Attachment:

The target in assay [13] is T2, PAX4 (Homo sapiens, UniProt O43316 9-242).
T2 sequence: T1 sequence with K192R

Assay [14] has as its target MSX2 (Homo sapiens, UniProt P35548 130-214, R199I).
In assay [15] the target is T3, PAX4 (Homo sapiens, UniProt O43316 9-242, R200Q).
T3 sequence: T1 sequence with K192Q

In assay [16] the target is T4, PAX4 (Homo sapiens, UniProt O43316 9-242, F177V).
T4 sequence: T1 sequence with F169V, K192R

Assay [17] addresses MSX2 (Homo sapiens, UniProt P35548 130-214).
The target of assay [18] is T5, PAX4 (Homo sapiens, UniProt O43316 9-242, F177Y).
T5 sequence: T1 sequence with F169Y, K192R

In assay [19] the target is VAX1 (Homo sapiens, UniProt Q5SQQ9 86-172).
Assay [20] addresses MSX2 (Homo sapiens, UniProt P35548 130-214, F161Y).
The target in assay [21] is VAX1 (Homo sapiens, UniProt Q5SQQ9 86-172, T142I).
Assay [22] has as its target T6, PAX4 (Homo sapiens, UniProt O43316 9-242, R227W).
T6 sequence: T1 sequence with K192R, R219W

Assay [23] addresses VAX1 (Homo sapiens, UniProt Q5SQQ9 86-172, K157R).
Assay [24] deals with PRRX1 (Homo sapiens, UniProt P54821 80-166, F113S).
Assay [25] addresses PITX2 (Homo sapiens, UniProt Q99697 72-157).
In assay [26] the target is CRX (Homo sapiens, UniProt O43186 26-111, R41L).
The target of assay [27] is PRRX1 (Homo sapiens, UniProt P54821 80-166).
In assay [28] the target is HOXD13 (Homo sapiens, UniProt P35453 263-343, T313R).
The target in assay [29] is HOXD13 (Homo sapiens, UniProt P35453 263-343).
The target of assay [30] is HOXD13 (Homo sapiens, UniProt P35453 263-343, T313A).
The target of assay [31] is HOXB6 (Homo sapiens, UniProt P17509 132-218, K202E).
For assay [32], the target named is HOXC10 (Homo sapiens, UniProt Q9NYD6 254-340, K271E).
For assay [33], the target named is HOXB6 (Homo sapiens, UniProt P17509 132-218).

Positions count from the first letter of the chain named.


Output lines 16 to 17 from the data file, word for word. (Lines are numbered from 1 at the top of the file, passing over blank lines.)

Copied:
Assay [23] addresses VAX1 (Homo sapiens, UniProt Q5SQQ9 86-172, K157R).
Assay [24] deals with PRRX1 (Homo sapiens, UniProt P54821 80-166, F113S).